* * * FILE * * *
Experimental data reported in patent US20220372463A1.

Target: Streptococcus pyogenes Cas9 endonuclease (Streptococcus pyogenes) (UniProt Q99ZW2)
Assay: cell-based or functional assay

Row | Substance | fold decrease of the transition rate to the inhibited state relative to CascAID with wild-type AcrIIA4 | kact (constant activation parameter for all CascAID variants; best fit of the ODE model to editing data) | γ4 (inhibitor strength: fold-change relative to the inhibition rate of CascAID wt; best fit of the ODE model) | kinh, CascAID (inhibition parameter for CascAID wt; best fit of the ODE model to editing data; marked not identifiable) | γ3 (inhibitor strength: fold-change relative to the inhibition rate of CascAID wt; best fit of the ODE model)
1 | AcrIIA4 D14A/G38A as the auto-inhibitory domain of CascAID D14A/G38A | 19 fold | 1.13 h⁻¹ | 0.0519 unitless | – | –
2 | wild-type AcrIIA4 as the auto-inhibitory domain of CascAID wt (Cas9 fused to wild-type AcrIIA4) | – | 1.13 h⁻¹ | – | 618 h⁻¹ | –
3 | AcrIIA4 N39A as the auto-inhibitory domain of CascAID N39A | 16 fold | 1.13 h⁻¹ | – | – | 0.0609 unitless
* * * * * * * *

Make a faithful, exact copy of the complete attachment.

Experimental data reported in patent US20220372463A1.

Target: Streptococcus pyogenes Cas9 endonuclease (Streptococcus pyogenes) (UniProt Q99ZW2)
Assay: cell-based or functional assay

Row | Substance | fold decrease of the transition rate to the inhibited state relative to CascAID with wild-type AcrIIA4 | kact (constant activation parameter for all CascAID variants; best fit of the ODE model to editing data) | γ4 (inhibitor strength: fold-change relative to the inhibition rate of CascAID wt; best fit of the ODE model) | kinh, CascAID (inhibition parameter for CascAID wt; best fit of the ODE model to editing data; marked not identifiable) | γ3 (inhibitor strength: fold-change relative to the inhibition rate of CascAID wt; best fit of the ODE model)
1 | AcrIIA4 D14A/G38A as the auto-inhibitory domain of CascAID D14A/G38A | 19 fold | 1.13 h⁻¹ | 0.0519 unitless | – | –
2 | wild-type AcrIIA4 as the auto-inhibitory domain of CascAID wt (Cas9 fused to wild-type AcrIIA4) | – | 1.13 h⁻¹ | – | 618 h⁻¹ | –
3 | AcrIIA4 N39A as the auto-inhibitory domain of CascAID N39A | 16 fold | 1.13 h⁻¹ | – | – | 0.0609 unitless